Health and Wellness: binge drinking, body image, unhealthy eating patterns, STDs, sexual assault

What are some myths about counseling.

People cannot change.

FACT: Important changes often take time and energy in order to occur. Although many people feel some relief and improved mood after only a couple of sessions, counseling will not provide a quick fix to your problems. Counseling can help you work toward meaningful life change over the long term, in addition to helping you manage current difficulties more effectively.
 

I must have severe problems to see the counselor.

FACT: Seeing a counselor does not mean that you are mentally ill or "crazy." In addition to addressing more serious emotional problems, counseling can help with: life transitions adjusting to new surroundings difficulty juggling school, work, family, and other responsibilities academic problems, difficulty in test-taking and/or test anxiety struggles with self-esteem, communication, or assertiveness relationship problems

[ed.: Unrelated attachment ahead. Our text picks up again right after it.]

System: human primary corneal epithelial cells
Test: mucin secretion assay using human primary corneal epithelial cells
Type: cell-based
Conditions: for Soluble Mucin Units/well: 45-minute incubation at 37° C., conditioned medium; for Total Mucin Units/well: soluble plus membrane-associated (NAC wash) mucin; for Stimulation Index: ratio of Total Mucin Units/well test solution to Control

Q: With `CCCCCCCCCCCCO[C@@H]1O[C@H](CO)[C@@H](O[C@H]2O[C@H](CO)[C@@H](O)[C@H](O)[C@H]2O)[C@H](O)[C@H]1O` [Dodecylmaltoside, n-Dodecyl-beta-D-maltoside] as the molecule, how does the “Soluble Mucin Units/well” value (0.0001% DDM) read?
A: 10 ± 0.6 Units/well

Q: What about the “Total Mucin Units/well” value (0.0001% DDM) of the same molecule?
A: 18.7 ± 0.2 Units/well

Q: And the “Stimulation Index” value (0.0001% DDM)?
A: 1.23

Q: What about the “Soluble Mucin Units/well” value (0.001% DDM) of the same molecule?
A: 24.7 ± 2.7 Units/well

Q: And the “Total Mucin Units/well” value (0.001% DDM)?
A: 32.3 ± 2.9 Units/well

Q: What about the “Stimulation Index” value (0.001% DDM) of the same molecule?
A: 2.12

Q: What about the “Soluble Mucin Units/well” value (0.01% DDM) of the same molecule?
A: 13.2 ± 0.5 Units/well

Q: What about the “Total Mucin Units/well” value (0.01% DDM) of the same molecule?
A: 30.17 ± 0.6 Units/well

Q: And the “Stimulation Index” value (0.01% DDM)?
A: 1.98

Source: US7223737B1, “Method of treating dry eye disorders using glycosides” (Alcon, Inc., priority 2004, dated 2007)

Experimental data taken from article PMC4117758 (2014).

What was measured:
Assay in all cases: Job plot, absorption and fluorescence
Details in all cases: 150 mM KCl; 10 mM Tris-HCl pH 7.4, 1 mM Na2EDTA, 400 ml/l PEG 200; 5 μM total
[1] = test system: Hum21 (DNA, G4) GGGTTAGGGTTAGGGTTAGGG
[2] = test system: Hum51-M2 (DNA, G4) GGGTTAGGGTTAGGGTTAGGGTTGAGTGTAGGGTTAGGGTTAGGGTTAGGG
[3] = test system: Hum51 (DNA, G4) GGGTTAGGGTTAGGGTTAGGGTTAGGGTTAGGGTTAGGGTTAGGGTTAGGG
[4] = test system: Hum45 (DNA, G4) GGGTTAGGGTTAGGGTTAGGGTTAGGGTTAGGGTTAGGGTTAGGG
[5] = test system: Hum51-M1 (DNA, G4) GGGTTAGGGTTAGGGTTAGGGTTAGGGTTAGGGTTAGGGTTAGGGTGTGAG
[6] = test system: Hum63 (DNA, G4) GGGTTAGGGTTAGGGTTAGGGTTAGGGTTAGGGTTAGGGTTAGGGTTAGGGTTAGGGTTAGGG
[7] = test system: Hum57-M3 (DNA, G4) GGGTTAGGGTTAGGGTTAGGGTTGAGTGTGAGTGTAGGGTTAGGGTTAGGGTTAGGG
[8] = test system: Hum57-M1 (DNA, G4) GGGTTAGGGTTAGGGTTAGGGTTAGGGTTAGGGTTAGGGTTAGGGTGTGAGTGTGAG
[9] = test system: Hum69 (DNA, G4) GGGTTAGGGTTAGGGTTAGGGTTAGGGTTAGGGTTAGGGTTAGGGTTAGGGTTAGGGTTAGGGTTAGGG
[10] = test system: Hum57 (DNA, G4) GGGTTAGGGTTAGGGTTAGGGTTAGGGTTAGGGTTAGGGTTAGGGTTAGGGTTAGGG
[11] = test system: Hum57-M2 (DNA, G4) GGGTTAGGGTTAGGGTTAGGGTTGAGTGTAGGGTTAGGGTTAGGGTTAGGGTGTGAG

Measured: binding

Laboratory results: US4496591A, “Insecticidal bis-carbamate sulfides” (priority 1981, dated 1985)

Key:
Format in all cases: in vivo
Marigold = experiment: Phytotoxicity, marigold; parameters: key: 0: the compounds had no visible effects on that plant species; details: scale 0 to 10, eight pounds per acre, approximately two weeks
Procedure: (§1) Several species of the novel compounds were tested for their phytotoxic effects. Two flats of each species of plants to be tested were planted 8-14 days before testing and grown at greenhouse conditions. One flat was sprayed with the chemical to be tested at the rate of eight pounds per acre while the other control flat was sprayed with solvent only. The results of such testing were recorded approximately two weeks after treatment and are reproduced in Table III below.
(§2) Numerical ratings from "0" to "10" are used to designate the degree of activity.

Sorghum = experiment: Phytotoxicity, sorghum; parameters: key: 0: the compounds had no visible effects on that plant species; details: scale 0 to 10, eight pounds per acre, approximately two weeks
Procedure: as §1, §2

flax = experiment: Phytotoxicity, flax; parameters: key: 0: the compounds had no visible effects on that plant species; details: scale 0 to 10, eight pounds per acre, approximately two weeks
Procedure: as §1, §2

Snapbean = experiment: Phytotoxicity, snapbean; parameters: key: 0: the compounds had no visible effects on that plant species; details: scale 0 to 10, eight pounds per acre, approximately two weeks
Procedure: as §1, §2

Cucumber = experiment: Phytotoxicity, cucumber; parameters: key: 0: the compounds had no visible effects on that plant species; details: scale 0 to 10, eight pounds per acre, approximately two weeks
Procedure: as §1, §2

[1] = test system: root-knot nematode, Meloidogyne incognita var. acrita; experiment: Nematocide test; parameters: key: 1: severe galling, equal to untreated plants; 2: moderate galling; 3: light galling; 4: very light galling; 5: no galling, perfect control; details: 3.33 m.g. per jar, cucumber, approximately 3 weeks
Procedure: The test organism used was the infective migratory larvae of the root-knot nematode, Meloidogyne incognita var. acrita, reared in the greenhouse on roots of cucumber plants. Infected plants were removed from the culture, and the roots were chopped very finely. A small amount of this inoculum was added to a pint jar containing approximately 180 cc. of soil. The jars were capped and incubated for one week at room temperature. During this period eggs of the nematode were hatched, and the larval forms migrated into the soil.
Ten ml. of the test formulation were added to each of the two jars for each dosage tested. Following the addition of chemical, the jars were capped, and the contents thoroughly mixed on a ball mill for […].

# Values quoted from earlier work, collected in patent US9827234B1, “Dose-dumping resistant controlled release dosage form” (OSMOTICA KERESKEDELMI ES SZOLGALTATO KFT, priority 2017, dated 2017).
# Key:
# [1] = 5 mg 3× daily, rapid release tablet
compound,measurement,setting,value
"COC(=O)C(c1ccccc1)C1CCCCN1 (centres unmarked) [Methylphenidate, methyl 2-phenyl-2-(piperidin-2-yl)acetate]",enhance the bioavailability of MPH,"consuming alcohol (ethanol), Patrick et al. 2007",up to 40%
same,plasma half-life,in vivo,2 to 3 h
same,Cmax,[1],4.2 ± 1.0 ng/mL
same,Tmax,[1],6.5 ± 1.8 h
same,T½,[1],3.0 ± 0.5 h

I am the only one who feels the way I do.

FACT: While each person presents to counseling with their own unique concerns, many of those concerns are similar to their peers.

My mental health has nothing to do with my academic performance, my relationships, social skills, and friendships.

FACT: Mental health affects all aspects of our lives and daily functioning.

Counselors “fix” problems

FACT: Counseling is not a quick cure for your problems. The counselor is there to help you explore your feelings, thoughts, and concerns; to examine your options; and to assist you in achieving the goals you have set.

What services are provided through student counseling services?

Services include individual therapy, consultant and referral services, and outreach programming.

How do I make an appointment?

Appointments may be made with our counselor, Myrana Craig, online.

Appointments last approximately 45 minutes. Sessions are limited to a maximum of 4-6 sessions this semester. If a longer-term therapy experience or more intensive treatment is desired or clinically-indicated, then a referral to a private therapist or community service will be made as early as possible.